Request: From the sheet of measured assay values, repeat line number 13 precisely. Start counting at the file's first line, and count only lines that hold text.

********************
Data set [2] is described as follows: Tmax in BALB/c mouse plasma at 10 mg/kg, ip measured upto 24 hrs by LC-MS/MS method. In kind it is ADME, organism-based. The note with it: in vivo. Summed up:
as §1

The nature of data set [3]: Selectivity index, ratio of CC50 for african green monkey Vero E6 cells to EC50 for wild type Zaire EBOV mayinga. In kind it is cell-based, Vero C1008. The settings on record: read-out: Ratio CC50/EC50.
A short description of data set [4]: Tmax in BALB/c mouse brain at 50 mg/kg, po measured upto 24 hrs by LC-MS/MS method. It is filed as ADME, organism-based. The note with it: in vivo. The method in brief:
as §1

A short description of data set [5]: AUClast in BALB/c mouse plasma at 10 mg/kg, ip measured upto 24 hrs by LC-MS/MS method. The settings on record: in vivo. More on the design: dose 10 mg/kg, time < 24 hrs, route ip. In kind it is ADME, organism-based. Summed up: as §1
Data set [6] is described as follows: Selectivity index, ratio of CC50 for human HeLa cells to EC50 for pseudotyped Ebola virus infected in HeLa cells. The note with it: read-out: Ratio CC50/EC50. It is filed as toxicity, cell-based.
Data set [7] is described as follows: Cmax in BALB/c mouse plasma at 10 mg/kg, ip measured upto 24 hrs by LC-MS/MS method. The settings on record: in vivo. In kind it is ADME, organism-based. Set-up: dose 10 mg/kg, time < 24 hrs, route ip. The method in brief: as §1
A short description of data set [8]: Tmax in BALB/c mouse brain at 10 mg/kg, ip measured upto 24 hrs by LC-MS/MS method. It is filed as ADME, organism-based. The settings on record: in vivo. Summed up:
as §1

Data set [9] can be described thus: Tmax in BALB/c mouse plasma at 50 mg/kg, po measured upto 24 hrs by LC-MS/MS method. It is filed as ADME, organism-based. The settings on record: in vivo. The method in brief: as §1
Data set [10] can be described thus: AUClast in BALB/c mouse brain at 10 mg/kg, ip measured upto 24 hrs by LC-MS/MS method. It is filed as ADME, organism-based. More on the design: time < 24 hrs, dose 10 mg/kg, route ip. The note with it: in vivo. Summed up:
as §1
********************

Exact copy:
as §1